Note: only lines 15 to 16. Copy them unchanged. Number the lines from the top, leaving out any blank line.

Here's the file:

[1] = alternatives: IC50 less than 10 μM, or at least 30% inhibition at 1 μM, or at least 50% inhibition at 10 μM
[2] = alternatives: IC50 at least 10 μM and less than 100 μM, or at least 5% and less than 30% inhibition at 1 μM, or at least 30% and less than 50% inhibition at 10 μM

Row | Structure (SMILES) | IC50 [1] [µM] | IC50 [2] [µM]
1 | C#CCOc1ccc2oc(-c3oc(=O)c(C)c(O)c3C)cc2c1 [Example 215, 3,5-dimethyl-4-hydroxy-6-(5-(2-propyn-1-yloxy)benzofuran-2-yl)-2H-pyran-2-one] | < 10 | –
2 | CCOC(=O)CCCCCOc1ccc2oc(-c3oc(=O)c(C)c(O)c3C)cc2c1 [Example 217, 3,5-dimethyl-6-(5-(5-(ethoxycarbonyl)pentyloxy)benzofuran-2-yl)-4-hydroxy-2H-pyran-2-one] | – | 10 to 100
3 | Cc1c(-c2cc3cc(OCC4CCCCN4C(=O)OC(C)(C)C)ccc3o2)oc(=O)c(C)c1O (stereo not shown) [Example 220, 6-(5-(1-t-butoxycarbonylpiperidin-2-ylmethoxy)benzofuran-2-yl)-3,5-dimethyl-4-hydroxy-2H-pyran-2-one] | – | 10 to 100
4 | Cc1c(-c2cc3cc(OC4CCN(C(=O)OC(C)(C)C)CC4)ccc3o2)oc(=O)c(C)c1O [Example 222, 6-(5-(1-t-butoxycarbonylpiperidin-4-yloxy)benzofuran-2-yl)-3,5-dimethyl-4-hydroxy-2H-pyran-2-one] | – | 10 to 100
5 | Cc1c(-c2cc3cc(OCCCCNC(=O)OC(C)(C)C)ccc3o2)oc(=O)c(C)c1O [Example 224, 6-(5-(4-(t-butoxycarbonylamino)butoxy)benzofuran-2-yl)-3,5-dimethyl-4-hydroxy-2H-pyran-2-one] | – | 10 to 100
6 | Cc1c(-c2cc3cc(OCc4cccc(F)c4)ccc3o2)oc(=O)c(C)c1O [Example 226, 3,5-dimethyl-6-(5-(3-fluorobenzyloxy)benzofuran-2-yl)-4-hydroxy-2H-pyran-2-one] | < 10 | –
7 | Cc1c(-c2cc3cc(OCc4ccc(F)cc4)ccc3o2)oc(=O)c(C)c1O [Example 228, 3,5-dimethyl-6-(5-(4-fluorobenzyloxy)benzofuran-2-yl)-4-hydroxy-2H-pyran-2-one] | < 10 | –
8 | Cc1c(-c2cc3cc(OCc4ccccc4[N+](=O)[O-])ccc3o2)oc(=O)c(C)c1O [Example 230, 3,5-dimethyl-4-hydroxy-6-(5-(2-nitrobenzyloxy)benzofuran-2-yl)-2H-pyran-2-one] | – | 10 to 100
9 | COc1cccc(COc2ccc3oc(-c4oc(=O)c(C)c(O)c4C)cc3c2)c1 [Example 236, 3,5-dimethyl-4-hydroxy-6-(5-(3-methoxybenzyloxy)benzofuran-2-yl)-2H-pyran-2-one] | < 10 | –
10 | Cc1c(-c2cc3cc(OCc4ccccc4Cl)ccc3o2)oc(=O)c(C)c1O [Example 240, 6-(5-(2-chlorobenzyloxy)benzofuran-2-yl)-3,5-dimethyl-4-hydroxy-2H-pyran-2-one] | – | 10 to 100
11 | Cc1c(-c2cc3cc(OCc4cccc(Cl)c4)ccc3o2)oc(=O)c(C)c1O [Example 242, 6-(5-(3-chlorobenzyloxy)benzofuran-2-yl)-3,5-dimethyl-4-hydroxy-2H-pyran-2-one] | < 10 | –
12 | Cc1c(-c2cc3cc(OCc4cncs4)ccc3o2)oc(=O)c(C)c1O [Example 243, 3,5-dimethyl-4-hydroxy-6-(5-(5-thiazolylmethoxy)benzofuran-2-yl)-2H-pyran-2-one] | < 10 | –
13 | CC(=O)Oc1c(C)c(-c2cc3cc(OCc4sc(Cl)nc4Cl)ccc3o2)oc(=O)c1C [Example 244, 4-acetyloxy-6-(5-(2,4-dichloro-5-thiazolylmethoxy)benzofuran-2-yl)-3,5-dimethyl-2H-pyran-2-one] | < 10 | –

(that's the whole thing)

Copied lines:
12 | Cc1c(-c2cc3cc(OCc4cncs4)ccc3o2)oc(=O)c(C)c1O [Example 243, 3,5-dimethyl-4-hydroxy-6-(5-(5-thiazolylmethoxy)benzofuran-2-yl)-2H-pyran-2-one] | < 10 | –
13 | CC(=O)Oc1c(C)c(-c2cc3cc(OCc4sc(Cl)nc4Cl)ccc3o2)oc(=O)c1C [Example 244, 4-acetyloxy-6-(5-(2,4-dichloro-5-thiazolylmethoxy)benzofuran-2-yl)-3,5-dimethyl-2H-pyran-2-one] | < 10 | –